This began as a comment in a friend’s locked post. I’ve edited it a bit since this is public, but there’s something that has been on my mind since the flood of “No Pity, No Shame, No Silence” entries.
As a child, I was a victim of abuse.
I’m not a victim now. I am a survivor.
I am 100% behind the refusing to be shamed into silence.
There’s a difference, however, between refusing to be silenced and buying into the Victim Culture.
Being a victim means staying “stuck,” letting the abuser ruin your life, and giving up all of your power.
The recovery industry has reasons to promote Victim Culture. That’s how they pay for their Hummers and BMWs, so they have a stake in the results. If you buy their books and watch them on talk shows and so on, that’s even better!
While there are a few good people out there who don’t do this, most of the professionals I encountered during my own journey do believe in the Victim. If anything really bad has happened, you’re damaged forever. Your primary identity is Victim. You’re supposed to do group and individual therapy and 12-step groups and so on, forever and ever. Tossing in a few of those incredibly expensive long weekend or week-long conferences is good, too.
Of course, since the Victim has given away all of her power, she tries to follow the professional’s advice. And there she is, all her energy going into something that should just be one step of her journey to wholeness.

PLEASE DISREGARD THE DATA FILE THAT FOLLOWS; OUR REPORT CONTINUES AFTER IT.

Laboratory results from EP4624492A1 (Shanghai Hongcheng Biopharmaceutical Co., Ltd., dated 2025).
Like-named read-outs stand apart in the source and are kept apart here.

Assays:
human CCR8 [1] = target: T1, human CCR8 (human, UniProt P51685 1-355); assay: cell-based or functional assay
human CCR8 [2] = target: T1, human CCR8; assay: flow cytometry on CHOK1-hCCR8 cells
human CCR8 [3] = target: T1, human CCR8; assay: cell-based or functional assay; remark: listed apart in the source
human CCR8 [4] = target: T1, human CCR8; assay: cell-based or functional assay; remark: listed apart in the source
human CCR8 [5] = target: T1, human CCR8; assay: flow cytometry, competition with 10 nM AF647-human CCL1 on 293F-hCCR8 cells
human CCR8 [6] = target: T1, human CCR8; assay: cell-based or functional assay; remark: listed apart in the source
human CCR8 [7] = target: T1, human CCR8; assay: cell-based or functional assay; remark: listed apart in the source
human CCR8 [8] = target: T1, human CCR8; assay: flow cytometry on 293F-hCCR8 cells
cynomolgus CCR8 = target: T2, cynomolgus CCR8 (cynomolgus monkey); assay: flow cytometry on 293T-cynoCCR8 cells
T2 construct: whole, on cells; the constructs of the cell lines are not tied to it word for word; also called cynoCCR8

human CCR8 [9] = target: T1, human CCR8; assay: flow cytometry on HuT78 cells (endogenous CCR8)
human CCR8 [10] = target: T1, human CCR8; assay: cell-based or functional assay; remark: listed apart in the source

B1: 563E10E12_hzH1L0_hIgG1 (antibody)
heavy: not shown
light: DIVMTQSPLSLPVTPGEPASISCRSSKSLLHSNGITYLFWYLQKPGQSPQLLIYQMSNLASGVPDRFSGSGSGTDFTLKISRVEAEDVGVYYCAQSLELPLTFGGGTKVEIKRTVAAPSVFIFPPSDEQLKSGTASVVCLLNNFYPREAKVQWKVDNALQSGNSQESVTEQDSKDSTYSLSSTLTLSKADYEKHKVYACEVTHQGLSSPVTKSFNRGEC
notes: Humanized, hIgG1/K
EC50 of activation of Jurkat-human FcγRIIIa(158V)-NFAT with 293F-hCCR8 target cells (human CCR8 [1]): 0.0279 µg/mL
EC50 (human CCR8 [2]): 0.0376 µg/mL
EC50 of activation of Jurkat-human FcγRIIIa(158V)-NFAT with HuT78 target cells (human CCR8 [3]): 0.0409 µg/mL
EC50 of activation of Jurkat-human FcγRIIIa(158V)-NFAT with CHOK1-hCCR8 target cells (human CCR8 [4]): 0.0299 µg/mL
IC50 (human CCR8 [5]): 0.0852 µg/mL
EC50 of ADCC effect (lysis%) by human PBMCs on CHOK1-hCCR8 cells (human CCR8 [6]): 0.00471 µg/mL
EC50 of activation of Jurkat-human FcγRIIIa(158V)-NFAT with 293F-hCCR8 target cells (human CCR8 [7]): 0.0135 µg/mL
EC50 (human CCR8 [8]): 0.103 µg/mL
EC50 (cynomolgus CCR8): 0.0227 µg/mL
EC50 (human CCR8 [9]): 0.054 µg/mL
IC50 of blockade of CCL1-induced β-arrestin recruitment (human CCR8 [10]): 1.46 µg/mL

It’s important to speak up and refuse to be shamed. There are too many people out there who feel too much shame to speak up. Those posts helped some of them talk about their experiences for the first time. Acknowledging what happened is an important step in healing. It’s only the first step, but it’s a damned big one.
It’s only the first step.
You have to get to another big one: Survivors do not allow what happened to them to define their lives. They take what good they can from the experience, and they go on about their lives.
It isn’t the last step. I don’t know that there is a last step. The healing process is cyclical. It keeps getting better, though.
There are some people who get a lot of mileage out of victimhood. I have no time or patience for them. They’re generally drama queens in every sense of the word (not just women, of course), and it’s just one more way to get attention. They detract from the real tragedies, the true issues at hand. They just want that energy focused on them, and they’ll say anything to get it.
Yes, I’ve been sexually, physically, verbally, and emotionally abused in my life. I don’t permit it now. I won’t permit anyone to do it to anyone else if there’s some way for me to prevent it.
I’m not a victim anymore.